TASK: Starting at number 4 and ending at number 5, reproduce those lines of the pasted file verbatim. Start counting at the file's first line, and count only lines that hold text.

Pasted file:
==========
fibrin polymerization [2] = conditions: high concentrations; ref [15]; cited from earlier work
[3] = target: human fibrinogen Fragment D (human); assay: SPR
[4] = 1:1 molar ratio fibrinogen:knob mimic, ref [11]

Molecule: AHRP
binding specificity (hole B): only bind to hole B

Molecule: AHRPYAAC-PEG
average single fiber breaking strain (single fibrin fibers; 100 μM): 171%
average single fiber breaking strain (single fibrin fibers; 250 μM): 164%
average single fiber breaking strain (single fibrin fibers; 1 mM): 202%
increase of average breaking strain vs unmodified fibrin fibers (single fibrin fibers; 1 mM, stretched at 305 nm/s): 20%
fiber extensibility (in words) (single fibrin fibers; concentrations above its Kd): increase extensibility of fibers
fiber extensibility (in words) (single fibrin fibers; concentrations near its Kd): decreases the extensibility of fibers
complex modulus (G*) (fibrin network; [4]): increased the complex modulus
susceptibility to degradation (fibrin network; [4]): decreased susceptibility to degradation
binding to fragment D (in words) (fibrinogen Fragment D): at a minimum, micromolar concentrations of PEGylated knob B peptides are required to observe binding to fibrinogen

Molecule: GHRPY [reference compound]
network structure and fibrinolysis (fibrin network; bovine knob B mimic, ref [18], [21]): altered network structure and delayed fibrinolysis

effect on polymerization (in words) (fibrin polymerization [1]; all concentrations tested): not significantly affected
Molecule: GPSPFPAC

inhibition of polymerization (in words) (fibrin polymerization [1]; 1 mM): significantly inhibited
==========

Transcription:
Molecule: AHRP
binding specificity (hole B): only bind to hole B